22 Sunday A

1.     From Fr. Tony Kadavil’s Collection 

Valerie Price, Maximilian Kolbe and Dom Helder Camara:

Here is the story of three Christians who accepted the challenge of Christian discipleship given in today’s Gospel, by “denying themselves, taking up their crosses and following Jesus." Twenty-three year-old Valerie Price went to Somalia to work as a nurse. She wanted to help people who had nothing. She wanted to offer them a better way of life. Valerie was concerned about her safety, but nothing could stop her from doing her work. She was put in charge of a feeding center in Mogadishu. Through her efforts, children who had been near starvation were fed. Valerie even established a school so the children could learn and have some hope for the future. She became nationally known for her committed service.  Valerie, however, was killed by armed bandits outside the school she had started.   She was willing to risk her life to help other people. 

21 Sunday A - Who do you say I am?

Fr. Jude Botelho:

Search and you may find…
Late one evening Jerry lost the key of his moneybox and went down on fours looking for it outside. His neighbours joined him in searching under streetlights until all were exhausted. “Where did you lose the key?” asked a concerned friend. “Inside my house,” replied Jerry. “Then why look for it outside?” “Because,” explained Jerry, “there is more light outside than inside my house!” We often look for keys in wrong places and, ironically, the key to understand today’s readings is a key: of the House of David in the first reading and of the kingdom of heaven in the gospel. On April 24, 2005, at his installation as Pontiff, Benedict XVI described himself as “weak servant of God” showing deep awareness of being servant of servant. Likewise, on Oct. 22, 1978, when Pope John Paul II began his ministry he said, “Open wide the doors for Christ!” It is heartening that those who hold the keys are aware of their responsibility to serve and open Church doors for the Spirit’s action. Have we been given the key to the kingdom of God?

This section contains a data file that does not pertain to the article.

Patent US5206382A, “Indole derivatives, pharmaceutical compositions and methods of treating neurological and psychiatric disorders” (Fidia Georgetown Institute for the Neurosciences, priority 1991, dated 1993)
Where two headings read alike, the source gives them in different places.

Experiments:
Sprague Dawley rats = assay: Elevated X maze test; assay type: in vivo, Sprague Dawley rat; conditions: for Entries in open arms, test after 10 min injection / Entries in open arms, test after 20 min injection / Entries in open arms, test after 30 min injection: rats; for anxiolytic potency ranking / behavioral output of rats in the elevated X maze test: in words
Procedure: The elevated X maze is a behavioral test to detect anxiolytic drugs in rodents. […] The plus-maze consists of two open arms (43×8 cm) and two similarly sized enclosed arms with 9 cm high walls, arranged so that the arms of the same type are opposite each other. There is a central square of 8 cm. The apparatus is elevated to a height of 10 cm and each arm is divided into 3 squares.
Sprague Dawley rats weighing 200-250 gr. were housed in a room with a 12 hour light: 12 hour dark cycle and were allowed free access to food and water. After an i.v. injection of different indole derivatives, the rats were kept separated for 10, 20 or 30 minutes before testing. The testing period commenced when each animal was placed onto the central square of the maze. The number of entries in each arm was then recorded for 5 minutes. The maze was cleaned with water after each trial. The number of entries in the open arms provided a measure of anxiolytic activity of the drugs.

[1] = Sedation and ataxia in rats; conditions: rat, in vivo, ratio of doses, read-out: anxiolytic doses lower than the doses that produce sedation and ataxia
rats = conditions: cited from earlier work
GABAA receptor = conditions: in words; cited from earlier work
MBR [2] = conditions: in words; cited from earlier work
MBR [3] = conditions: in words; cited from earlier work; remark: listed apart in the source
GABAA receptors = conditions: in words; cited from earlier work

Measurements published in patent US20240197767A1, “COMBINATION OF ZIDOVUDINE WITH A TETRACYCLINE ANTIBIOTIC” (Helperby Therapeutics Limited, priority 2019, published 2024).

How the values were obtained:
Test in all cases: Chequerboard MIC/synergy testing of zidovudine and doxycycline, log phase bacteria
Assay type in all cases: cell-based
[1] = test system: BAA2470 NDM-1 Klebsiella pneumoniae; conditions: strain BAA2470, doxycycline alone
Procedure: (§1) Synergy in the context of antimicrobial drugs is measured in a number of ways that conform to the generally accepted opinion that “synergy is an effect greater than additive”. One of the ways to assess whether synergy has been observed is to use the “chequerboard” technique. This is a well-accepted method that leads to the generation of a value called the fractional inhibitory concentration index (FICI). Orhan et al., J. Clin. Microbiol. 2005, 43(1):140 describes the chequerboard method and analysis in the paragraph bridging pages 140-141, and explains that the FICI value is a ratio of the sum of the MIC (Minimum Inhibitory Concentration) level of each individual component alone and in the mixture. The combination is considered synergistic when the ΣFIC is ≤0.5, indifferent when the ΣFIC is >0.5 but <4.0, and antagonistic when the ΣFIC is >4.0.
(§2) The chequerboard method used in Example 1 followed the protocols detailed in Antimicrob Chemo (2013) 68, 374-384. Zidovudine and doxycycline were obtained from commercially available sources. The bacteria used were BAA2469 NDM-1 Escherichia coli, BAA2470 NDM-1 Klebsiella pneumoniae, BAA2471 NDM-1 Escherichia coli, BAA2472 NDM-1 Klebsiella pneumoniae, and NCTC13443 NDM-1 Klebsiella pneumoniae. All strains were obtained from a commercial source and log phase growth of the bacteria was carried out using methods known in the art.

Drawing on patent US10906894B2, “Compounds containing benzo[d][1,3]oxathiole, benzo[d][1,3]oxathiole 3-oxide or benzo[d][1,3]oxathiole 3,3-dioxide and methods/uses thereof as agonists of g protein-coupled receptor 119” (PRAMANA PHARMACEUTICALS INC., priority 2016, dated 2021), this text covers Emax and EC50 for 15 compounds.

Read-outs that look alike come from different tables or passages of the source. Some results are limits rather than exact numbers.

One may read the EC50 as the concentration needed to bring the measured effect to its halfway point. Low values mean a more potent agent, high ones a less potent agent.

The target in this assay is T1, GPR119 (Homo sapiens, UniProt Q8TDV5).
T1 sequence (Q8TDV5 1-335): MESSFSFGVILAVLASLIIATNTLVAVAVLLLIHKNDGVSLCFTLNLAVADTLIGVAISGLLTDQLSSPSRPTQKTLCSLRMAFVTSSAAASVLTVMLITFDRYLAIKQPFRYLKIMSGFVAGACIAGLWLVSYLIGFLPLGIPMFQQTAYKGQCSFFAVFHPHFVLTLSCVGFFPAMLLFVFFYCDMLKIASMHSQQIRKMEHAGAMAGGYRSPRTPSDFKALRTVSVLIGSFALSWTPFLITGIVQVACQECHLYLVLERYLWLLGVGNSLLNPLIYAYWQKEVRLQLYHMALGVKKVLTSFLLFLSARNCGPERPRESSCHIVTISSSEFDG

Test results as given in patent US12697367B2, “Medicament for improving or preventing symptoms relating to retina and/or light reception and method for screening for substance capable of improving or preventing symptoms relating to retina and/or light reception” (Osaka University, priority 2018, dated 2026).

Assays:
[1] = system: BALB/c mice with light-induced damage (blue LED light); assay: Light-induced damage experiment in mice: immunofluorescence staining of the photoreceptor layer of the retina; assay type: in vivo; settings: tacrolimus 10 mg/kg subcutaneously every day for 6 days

Francis Gonsalves in ‘Sunday Seeds for Daily Deeds’

20 Sunday A - Canaanite Woman


From Fr. Jude Botelho:

Gentlemen and Gentile Woman
A gentleman was boasting about the superiority of Catholicism and the holiness of his priests to a Hindu and Muslim friend. Debating at the crossroads they spied a sadhu going into a brothel. “Saw that?” sneered the Catholic. “Our priests won’t be seen there!” Minutes later, a Mullah covered his face with his shawl and entered the brothel too. The Catholic remarked, “Ah, ha, Mullahs are no better than sadhus!” Just then the parish priest also slyly entered the brothel. The Catholic sighed sanctimoniously, “I wonder which of those girls is sick and in need of sacraments!” Strangely, ‘we’ are always holier than ‘they’ just as Pharisees in Jesus’ time claimed superiority over gentiles.
Francis Gonsalves in ‘Sunday Seeds for Daily Deeds’

19 Sunday A

From Fr. Jude Botelho:

Deep calls to Deep
A storm arose at sea and the ship was being tossed by winds and waves. Panic-stricken, the passengers ran helter-skelter on the deck begging God to save them. Amidst the confusion, little Monica stared coolly at the tempestuous sea. Seeing the girl so cool and composed, a passenger barked, “Hey kid, aren’t you afraid?” Monica replied casually, “Why worry? My daddy’s the captain!” Today’s readings speak of winds and waves, and of Christ, our Captain’s assurance. “Courage! It is I!”
Francis Gonsalves in ‘Sunday Seeds for Daily Deeds’

18 Sunday A

Charles Swindoll tells a funny story about a nine-year-old named Danny who came bursting out of Sunday school like a wild stallion. His eyes were darting in every direction as he tried to locate either mom or dad. Finally, after a quick search, he grabbed his Daddy by the leg and yelled, "Man, that story of Moses and all those people crossing the Red Sea was great!" His father looked down, smiled, and asked the boy to tell him about it.


From Fr. Jude Botelho:

The first reading from the Book of Daniel gives us a vision of the Son of Man being presented to the 'one of great age'. Note that this is not a picture of the Son of Man descending to earth but of him being presented to God. We know that from the ecstatic experience of the transfiguration, the disciples will see their agonized Lord suffering on the hillside of Calvary. However, today the accent is not so much on Jesus' passion as on providing us with a clue to his identity. This divine revelation –related to the gospel reading in which Jesus' face shines like the sun and is clothed in dazzling white – shows that it is He who is to be glorified like the Son of man.